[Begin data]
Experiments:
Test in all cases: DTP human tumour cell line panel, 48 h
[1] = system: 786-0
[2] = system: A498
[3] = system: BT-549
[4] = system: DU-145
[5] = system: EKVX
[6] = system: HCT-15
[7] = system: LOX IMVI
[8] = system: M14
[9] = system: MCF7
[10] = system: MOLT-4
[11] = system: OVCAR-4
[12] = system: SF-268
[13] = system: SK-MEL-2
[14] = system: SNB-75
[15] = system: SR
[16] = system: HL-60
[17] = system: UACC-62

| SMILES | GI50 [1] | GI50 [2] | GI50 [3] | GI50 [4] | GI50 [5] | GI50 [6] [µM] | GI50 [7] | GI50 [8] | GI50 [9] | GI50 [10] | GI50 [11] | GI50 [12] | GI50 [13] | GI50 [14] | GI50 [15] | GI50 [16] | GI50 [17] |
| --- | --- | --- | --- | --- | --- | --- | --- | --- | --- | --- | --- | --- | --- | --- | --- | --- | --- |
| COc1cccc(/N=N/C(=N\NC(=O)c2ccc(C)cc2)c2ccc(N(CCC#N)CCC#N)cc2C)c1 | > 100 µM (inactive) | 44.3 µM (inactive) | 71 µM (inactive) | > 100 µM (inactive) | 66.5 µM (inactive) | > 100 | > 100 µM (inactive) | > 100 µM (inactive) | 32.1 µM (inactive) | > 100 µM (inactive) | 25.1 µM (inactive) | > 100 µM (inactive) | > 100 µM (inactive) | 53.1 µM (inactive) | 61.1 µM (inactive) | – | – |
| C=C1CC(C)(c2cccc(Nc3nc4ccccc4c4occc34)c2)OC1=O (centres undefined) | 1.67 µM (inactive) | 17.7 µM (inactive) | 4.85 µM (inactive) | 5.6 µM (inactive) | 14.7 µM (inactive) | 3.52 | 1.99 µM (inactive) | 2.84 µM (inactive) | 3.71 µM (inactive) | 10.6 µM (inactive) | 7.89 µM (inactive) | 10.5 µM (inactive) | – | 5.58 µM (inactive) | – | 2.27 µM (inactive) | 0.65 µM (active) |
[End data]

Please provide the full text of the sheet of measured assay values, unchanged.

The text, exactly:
Experiments:
Test in all cases: DTP human tumour cell line panel, 48 h
[1] = system: 786-0
[2] = system: A498
[3] = system: BT-549
[4] = system: DU-145
[5] = system: EKVX
[6] = system: HCT-15
[7] = system: LOX IMVI
[8] = system: M14
[9] = system: MCF7
[10] = system: MOLT-4
[11] = system: OVCAR-4
[12] = system: SF-268
[13] = system: SK-MEL-2
[14] = system: SNB-75
[15] = system: SR
[16] = system: HL-60
[17] = system: UACC-62

| SMILES | GI50 [1] | GI50 [2] | GI50 [3] | GI50 [4] | GI50 [5] | GI50 [6] [µM] | GI50 [7] | GI50 [8] | GI50 [9] | GI50 [10] | GI50 [11] | GI50 [12] | GI50 [13] | GI50 [14] | GI50 [15] | GI50 [16] | GI50 [17] |
| --- | --- | --- | --- | --- | --- | --- | --- | --- | --- | --- | --- | --- | --- | --- | --- | --- | --- |
| COc1cccc(/N=N/C(=N\NC(=O)c2ccc(C)cc2)c2ccc(N(CCC#N)CCC#N)cc2C)c1 | > 100 µM (inactive) | 44.3 µM (inactive) | 71 µM (inactive) | > 100 µM (inactive) | 66.5 µM (inactive) | > 100 | > 100 µM (inactive) | > 100 µM (inactive) | 32.1 µM (inactive) | > 100 µM (inactive) | 25.1 µM (inactive) | > 100 µM (inactive) | > 100 µM (inactive) | 53.1 µM (inactive) | 61.1 µM (inactive) | – | – |
| C=C1CC(C)(c2cccc(Nc3nc4ccccc4c4occc34)c2)OC1=O (centres undefined) | 1.67 µM (inactive) | 17.7 µM (inactive) | 4.85 µM (inactive) | 5.6 µM (inactive) | 14.7 µM (inactive) | 3.52 | 1.99 µM (inactive) | 2.84 µM (inactive) | 3.71 µM (inactive) | 10.6 µM (inactive) | 7.89 µM (inactive) | 10.5 µM (inactive) | – | 5.58 µM (inactive) | – | 2.27 µM (inactive) | 0.65 µM (active) |